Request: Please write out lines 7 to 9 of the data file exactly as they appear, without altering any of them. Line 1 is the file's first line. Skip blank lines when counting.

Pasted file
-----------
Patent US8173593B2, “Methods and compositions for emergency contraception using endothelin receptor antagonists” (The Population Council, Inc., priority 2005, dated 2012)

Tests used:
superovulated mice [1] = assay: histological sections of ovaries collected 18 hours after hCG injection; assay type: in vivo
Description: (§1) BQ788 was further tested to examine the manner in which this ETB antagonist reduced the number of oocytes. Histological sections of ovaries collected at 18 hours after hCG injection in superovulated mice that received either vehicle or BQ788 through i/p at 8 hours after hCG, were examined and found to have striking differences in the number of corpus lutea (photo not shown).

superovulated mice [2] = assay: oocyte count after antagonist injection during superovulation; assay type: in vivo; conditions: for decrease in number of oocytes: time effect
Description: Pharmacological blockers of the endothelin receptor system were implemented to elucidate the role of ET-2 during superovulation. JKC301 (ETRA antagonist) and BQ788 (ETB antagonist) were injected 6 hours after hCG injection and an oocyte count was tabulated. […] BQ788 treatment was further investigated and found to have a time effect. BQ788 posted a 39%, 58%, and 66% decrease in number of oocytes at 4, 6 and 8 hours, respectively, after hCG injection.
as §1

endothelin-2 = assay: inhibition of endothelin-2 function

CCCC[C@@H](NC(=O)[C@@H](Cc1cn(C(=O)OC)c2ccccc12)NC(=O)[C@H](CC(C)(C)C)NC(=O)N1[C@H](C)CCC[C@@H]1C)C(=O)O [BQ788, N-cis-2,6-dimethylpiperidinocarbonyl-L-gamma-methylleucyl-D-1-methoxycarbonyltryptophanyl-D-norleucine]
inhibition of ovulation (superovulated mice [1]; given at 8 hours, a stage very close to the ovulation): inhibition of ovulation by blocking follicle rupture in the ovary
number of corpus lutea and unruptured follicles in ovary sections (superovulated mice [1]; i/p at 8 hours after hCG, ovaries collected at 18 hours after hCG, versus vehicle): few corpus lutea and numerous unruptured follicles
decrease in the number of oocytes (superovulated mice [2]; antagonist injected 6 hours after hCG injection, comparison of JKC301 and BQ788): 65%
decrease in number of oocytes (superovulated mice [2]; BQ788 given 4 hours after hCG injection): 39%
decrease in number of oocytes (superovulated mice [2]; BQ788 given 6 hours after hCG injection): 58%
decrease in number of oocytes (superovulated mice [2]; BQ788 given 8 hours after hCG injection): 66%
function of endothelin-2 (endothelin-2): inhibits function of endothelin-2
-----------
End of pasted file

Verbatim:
as §1

endothelin-2 = assay: inhibition of endothelin-2 function

CCCC[C@@H](NC(=O)[C@@H](Cc1cn(C(=O)OC)c2ccccc12)NC(=O)[C@H](CC(C)(C)C)NC(=O)N1[C@H](C)CCC[C@@H]1C)C(=O)O [BQ788, N-cis-2,6-dimethylpiperidinocarbonyl-L-gamma-methylleucyl-D-1-methoxycarbonyltryptophanyl-D-norleucine]